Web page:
New endowed chair bridges genetics and pharmacology
Alan Leslie, M.D., a 1931 graduate of DMS, and his wife, Fannie, recently made a commitment to fund a new endowed chairin a new cross-disciplinary fieldat Dartmouth Medical School. The Fannie and Alan Leslie Professorship in Medicine will be devoted to the study of genetics, with particular emphasis on pharmacogenetics.
The gift is part of a larger commitment, totaling $16 million, that the Leslies made to Dartmouth College last fall; it was one of the largest individual gifts in Dartmouth's history. Alan Leslie, also a 1930 graduate of the College, practiced internal medicine for many years, first in New York City and then in Los Angeles. And Fannie Leslie, who holds a bachelor's degree from Rice and a master's from Tulane, also has Dartmouth roots; her grandfather, William Fellows Swain, was an 1850 graduate of the College.
"The DNA sequence of the human genome is now freely accessible to all," notes DMS Dean John Baldwin, M.D. "The Leslie Chair will greatly accelerate our ability to create new knowledge based on our work here in genetics and pharmacology. We stand on the threshold of transforming medicine with what we learn, and this tremendously important gift from Fannie and Alan Leslie helps accelerate our ability to make great contributions to science in return."
Actually, the Leslies' original plan was a bit different. "We had in mind a professorship in pharmacology," says Alan Leslie, explaining that he was an instructor in pharmacology at Columbia early in his career. However, he adds, "during talks last spring, [Dartmouth College] President [James] Wright mentioned genetics as an endowment possibility, and we came up with the integrative idea of combining genetics with pharmacology."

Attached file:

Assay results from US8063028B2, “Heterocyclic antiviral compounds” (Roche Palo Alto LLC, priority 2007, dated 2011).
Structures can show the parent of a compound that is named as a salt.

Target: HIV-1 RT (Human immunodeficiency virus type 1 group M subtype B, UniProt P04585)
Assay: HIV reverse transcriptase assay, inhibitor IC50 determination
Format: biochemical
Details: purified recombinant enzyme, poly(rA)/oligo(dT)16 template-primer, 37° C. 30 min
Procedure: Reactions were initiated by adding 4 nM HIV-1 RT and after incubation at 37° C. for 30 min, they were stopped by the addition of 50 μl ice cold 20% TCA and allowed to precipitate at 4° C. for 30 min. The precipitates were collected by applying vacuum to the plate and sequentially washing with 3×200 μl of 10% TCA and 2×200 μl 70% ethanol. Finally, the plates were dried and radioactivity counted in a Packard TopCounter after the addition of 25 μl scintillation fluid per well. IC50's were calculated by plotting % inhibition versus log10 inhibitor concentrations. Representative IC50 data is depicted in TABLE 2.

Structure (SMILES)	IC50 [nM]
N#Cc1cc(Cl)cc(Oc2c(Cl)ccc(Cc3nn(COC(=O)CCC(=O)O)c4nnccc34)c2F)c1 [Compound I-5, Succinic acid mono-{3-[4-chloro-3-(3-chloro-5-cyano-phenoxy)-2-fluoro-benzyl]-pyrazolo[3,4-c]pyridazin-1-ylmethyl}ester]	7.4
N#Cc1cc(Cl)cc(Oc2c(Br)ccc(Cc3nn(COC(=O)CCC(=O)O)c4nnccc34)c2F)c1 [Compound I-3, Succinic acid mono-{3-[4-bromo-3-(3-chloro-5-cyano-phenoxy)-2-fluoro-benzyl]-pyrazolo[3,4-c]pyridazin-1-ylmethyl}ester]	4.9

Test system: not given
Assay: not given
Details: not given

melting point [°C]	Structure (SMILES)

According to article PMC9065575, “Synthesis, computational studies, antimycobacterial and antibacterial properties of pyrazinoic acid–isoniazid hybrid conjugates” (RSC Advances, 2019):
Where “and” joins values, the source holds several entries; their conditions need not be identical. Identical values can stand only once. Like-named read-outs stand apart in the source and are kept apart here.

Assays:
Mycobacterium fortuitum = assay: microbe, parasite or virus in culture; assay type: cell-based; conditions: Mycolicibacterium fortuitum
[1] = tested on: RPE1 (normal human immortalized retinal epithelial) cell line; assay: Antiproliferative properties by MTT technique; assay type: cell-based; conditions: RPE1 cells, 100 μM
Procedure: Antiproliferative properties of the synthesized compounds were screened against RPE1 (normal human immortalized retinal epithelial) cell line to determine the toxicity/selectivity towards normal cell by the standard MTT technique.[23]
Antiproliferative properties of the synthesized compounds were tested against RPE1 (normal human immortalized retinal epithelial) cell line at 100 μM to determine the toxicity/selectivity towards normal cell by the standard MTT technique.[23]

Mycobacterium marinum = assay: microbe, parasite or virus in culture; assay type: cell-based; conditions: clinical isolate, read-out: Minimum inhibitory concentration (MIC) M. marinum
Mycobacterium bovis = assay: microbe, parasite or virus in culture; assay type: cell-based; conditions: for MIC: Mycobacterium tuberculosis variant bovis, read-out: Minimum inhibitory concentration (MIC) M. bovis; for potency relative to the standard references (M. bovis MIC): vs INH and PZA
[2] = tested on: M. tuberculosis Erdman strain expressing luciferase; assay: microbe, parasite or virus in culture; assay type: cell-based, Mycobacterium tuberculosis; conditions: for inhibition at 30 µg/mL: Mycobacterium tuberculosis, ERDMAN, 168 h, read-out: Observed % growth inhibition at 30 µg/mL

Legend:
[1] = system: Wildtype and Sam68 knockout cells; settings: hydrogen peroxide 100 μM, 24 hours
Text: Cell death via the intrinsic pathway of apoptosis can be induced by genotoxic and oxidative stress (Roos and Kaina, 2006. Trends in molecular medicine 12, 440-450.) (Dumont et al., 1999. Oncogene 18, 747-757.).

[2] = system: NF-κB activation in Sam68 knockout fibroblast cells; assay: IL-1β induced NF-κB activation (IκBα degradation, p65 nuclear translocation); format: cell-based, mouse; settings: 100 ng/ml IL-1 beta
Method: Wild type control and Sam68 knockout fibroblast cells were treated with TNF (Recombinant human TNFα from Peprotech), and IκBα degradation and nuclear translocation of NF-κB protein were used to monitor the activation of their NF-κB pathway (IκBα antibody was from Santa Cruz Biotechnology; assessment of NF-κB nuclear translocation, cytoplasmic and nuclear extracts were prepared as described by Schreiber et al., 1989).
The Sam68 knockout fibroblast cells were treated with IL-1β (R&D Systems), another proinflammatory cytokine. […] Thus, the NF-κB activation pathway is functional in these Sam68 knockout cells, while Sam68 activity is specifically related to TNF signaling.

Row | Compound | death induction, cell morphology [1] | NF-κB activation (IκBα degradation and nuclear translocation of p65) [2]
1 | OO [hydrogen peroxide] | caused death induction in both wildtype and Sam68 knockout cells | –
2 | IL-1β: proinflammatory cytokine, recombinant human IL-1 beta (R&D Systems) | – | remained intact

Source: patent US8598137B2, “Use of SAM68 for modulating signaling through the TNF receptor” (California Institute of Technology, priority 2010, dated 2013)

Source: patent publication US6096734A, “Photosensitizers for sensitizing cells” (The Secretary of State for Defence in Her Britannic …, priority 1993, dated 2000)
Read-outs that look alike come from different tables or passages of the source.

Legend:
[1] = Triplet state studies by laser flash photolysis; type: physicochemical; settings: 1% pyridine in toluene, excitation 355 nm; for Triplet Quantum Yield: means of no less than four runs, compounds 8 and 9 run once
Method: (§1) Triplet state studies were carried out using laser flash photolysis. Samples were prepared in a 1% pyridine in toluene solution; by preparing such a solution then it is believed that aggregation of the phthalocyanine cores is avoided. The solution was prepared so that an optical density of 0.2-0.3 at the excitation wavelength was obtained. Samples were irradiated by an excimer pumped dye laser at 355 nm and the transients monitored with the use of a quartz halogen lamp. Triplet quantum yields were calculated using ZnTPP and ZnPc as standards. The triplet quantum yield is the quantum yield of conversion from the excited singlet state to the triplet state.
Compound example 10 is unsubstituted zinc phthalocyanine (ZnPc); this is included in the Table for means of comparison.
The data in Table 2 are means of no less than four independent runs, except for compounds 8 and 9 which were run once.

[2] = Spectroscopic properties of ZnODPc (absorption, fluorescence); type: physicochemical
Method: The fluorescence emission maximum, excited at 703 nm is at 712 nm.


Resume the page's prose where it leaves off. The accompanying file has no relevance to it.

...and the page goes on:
Timely: It was a timely idea indeed. Pharmacogenetics involves the study of genetically determined responses to drugs and has become an essential part of current research in genetics.
Genetic differences can have serious clinical consequences, notes Jay Dunlap, Ph.D., chair of genetics at DMS. Knowing how particular drugs react to certain genetic constructions can help to reduce or eliminate adverse effects that may lead to serious illness or death. Dunlap explains that scientists know from basic research in genetics and pharmacology that this sort of "personalized medicine" will be possible with more research.
"The Leslie Professorship re- flects a gratifying degree of foresight by the Leslies," says Dunlap, "by promoting work in some of the most topical areas of current research. Their investment will help foster the creation of new knowledge from basic research that will guide the development of truly 'personalized medicine'treatments and therapies that are individualized to one's own genetic makeup."
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